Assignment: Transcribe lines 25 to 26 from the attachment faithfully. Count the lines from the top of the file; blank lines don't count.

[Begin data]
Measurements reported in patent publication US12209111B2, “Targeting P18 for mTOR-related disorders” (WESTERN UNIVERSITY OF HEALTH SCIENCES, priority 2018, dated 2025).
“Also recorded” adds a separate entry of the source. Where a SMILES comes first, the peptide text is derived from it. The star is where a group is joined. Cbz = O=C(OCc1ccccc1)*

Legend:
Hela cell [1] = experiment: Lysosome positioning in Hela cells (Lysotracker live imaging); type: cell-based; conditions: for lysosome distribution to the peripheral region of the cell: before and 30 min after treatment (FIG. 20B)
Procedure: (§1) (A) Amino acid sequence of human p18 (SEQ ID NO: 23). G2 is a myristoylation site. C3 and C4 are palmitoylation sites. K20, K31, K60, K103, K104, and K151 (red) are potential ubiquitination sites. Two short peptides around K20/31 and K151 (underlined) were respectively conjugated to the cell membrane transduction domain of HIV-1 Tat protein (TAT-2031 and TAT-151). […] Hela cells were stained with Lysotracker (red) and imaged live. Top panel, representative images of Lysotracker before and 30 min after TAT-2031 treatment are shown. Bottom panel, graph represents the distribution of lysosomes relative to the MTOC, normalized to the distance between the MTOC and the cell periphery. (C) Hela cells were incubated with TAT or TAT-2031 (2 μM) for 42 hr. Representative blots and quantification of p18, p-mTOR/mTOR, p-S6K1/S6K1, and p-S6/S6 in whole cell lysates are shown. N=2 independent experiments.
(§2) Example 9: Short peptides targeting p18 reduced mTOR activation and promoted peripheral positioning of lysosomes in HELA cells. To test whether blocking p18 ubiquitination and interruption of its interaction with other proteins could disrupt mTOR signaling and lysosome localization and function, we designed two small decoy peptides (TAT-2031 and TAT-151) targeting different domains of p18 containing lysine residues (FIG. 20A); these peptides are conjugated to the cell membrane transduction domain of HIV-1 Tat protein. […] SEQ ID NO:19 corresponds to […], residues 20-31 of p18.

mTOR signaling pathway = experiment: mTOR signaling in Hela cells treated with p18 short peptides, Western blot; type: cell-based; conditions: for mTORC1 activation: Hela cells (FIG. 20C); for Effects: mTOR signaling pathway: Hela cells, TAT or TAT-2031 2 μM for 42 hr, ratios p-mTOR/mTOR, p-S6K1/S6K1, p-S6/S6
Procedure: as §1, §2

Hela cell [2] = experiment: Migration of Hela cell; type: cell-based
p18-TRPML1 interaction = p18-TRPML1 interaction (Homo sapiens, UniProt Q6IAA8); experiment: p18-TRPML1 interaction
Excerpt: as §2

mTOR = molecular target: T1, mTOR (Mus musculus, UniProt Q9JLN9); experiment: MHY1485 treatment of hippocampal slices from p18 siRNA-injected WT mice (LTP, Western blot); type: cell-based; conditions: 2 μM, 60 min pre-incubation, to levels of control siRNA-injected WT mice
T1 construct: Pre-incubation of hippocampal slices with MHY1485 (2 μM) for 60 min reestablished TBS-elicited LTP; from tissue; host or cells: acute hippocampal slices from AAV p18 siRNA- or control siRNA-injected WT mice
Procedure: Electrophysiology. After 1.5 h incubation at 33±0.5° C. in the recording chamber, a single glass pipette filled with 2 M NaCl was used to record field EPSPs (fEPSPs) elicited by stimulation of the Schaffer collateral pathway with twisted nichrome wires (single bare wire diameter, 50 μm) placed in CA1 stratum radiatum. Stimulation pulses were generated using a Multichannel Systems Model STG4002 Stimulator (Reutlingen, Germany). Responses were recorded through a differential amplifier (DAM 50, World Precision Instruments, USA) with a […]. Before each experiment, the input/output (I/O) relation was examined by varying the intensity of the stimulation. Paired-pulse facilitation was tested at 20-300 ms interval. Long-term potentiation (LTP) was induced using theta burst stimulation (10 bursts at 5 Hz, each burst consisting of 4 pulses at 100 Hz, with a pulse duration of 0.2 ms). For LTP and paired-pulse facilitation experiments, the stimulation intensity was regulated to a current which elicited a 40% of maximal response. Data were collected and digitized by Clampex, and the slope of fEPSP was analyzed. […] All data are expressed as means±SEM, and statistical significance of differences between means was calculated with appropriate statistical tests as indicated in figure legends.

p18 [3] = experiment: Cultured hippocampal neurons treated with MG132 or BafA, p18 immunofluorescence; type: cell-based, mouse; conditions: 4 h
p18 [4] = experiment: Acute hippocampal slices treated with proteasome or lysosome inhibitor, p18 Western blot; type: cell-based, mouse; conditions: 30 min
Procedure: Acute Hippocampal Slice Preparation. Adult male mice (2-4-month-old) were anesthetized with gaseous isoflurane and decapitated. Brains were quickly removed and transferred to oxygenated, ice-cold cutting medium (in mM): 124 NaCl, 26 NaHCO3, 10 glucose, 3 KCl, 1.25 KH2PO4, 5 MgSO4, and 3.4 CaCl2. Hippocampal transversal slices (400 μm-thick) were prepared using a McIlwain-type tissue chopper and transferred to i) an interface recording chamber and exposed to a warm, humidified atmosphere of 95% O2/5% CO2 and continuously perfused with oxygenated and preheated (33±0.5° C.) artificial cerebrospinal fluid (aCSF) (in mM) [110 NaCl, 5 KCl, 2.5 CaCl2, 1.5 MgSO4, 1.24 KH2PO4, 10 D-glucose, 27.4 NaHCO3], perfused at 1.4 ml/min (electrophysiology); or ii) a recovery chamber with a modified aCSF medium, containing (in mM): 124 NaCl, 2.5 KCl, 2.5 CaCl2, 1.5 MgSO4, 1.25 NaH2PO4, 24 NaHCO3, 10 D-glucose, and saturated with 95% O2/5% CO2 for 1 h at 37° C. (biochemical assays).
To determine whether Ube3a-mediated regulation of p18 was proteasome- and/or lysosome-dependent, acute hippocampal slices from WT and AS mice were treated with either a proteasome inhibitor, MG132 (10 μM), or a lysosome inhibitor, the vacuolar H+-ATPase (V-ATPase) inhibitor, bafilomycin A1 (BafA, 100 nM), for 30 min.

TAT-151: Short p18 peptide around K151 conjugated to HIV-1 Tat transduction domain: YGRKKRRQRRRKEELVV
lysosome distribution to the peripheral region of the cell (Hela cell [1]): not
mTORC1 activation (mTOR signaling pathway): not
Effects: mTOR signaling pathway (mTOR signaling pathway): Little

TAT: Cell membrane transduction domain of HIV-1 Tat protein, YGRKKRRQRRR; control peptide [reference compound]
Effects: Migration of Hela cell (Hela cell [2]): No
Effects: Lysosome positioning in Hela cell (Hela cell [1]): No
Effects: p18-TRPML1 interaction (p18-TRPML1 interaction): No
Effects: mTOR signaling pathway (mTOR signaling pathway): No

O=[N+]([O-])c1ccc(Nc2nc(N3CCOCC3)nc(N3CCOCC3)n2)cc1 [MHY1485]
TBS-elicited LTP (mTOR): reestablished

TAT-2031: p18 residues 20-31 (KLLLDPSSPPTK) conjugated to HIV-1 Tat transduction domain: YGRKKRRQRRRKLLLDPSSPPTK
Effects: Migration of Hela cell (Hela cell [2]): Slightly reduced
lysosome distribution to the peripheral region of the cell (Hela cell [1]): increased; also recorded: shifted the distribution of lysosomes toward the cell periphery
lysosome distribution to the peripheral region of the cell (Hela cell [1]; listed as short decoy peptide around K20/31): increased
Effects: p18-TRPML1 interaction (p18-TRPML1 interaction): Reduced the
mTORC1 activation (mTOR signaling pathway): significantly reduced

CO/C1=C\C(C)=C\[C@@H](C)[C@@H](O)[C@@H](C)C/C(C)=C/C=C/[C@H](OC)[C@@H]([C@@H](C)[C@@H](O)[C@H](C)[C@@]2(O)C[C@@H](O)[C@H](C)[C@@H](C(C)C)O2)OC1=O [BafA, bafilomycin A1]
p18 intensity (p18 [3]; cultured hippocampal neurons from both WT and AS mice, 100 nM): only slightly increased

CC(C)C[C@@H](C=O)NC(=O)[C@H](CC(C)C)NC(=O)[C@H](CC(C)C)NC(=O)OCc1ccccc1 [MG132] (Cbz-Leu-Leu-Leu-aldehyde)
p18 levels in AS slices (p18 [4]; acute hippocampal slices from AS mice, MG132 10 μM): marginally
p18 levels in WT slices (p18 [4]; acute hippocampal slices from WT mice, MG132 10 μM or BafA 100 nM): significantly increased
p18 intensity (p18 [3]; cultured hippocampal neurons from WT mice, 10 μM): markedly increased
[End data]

Effects: Lysosome positioning in Hela cell (Hela cell [1]): No
Effects: p18-TRPML1 interaction (p18-TRPML1 interaction): No